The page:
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ELEC60025 Real-time Digital Signal Processing


Lecturer(s): Dr Adria Junyent-Ferre

Aims

This course brings together some of the theory and understanding you have gained in several other lecture courses and lets you apply that theory in solving the type of problem which might be encountered by a DSP engineer in industry.

The aim of the course is to teach students to use digital signal processors such as the TMS320C6xxx to perform real-time DSP on real signals.

Learning Outcomes

• Put the concepts of signal processing into practice.
• Learn the differences between real-time and batch processing applications.
• Learn the differences between SP and general purpose computing hardware.
• Learn how to use Matlab and Matlab Simulink to design and analyse SP
algorithms.
• Learn how to use Simulink Embeded Coder to program microcontrollers.
• Program and embedded platform.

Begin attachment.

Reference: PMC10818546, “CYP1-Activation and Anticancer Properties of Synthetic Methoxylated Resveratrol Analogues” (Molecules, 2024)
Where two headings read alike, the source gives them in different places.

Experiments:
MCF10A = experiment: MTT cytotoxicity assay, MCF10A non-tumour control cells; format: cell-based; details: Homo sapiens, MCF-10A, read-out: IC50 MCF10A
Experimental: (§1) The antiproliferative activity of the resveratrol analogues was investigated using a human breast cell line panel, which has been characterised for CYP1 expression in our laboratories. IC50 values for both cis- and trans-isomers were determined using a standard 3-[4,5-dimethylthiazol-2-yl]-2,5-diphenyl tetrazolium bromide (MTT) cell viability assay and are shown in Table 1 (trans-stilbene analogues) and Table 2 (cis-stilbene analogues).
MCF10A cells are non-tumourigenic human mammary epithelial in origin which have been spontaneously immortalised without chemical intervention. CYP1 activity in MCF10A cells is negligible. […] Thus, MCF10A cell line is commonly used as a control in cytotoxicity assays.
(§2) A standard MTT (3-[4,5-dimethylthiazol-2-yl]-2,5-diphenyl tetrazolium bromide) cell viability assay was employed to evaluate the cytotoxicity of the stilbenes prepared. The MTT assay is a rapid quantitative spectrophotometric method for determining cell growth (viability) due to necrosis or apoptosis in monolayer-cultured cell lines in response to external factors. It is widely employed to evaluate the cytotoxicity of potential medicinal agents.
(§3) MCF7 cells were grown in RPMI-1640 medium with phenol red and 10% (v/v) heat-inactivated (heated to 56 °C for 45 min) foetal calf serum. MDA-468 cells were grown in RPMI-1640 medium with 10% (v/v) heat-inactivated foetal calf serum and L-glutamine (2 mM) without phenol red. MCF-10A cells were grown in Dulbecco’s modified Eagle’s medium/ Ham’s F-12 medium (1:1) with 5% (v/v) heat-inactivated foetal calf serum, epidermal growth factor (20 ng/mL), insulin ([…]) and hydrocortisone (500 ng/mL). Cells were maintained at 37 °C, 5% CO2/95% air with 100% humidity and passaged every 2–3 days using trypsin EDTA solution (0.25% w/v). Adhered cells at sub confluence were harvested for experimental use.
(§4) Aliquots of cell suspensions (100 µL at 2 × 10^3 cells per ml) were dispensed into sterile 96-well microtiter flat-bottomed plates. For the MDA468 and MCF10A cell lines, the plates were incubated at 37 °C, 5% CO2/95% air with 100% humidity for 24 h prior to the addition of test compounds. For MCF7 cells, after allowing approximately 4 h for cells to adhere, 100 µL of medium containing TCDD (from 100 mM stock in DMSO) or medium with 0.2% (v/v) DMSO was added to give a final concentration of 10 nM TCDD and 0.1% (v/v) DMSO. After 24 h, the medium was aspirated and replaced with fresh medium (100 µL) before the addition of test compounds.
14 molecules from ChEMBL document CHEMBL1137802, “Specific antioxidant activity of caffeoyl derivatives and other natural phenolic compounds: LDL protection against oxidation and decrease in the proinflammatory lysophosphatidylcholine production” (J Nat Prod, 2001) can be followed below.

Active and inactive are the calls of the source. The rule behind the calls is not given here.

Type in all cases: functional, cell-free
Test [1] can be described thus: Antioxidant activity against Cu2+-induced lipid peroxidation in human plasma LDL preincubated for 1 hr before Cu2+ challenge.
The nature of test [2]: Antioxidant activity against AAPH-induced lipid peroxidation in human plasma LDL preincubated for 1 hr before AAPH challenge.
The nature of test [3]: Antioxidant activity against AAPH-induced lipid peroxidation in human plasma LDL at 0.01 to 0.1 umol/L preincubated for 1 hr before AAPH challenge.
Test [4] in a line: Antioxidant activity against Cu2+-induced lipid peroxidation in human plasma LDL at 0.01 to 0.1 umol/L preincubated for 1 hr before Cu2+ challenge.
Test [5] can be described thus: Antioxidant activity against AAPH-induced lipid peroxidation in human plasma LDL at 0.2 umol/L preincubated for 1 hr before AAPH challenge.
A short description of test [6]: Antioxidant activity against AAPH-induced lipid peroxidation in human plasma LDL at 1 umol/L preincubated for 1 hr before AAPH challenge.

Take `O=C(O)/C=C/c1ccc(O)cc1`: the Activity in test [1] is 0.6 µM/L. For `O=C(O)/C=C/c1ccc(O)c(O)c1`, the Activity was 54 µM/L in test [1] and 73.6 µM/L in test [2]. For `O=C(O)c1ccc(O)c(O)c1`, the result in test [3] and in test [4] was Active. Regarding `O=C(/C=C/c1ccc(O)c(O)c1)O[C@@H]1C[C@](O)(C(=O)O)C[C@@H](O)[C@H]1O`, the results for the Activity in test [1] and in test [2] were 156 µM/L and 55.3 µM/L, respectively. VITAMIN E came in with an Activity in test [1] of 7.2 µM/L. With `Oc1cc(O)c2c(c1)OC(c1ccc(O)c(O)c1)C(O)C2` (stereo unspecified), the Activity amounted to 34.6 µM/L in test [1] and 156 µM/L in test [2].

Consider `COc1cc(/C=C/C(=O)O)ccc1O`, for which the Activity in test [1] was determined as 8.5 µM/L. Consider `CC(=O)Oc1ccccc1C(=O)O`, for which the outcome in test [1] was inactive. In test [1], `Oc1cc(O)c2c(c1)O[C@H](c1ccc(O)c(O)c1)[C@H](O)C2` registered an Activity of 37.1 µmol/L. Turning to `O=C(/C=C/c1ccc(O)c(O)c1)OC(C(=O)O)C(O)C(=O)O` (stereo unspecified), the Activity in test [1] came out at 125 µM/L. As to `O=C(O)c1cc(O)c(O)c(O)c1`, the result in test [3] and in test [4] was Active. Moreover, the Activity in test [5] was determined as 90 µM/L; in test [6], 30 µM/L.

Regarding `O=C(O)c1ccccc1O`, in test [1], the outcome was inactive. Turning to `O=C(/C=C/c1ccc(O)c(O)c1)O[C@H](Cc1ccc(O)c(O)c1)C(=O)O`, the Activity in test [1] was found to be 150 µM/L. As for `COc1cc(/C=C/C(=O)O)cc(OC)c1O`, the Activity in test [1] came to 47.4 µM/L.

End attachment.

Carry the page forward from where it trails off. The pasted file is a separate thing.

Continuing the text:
• Revise basic concepts of DSP.

Syllabus

Session 1 – Course overview, DSP applications, DSP vs non-DSP hardware.
Session 2 – Revision of signal flow diagrams, Simulink
Session 3 – Practical filter design, FIR, IIR.
Session 4 – Overview of DFT, Frame Processing and FFT
Session 5 – Interrupts, timers and hardware peripherals
Session 6 – Data types: floating point and fixed point
Session 7 – Analogue to Digital and Digital to Analogue Conversion
Assessment
Exam Duration: N/A
Coursework contribution: 100%

Term: Spring

Closed or Open Book (end of year exam): N/A

Coursework Requirement:
         To be announced

Oral Exam Required (as final assessment): N/A

Prerequisite module(s): None required

Course Homepage: https://bb.imperial.ac.uk

Book List:
No.Reference
1.Computer Architecture: A Quantitative Approach by David A. Patterson, John L. Hennessy, David Goldberg
2.DSP system design using the TMS320C6000 by N. Kehtarnavaz and M. Keramat, Prentice Hall, 2001
3.Digital signal processing implementation using the TMS320C6000 DSP platform, by N. Dahnoun, Prentice Hall, 2000
4.Real Time Ditial Signal Processing based on the TMS320C6000, by N. Kehtarnavaz and Namjin Kim, Newnes 2004